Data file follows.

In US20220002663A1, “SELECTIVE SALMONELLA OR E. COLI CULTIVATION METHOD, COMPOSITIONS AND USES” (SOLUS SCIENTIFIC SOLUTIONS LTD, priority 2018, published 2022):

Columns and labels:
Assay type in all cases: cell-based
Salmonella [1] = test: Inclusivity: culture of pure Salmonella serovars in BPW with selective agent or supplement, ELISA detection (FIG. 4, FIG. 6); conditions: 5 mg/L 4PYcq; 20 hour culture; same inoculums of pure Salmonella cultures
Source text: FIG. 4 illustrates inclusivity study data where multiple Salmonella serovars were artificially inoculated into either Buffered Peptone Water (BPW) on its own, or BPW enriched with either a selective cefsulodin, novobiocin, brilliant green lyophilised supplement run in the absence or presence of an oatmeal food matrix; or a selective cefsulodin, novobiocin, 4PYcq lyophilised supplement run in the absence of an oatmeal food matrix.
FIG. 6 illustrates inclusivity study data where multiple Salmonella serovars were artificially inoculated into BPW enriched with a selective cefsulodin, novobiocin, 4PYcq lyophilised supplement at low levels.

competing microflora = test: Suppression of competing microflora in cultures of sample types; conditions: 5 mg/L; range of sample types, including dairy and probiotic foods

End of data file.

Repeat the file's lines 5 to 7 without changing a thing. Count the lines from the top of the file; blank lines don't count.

Source text: FIG. 4 illustrates inclusivity study data where multiple Salmonella serovars were artificially inoculated into either Buffered Peptone Water (BPW) on its own, or BPW enriched with either a selective cefsulodin, novobiocin, brilliant green lyophilised supplement run in the absence or presence of an oatmeal food matrix; or a selective cefsulodin, novobiocin, 4PYcq lyophilised supplement run in the absence of an oatmeal food matrix.
FIG. 6 illustrates inclusivity study data where multiple Salmonella serovars were artificially inoculated into BPW enriched with a selective cefsulodin, novobiocin, 4PYcq lyophilised supplement at low levels.

competing microflora = test: Suppression of competing microflora in cultures of sample types; conditions: 5 mg/L; range of sample types, including dairy and probiotic foods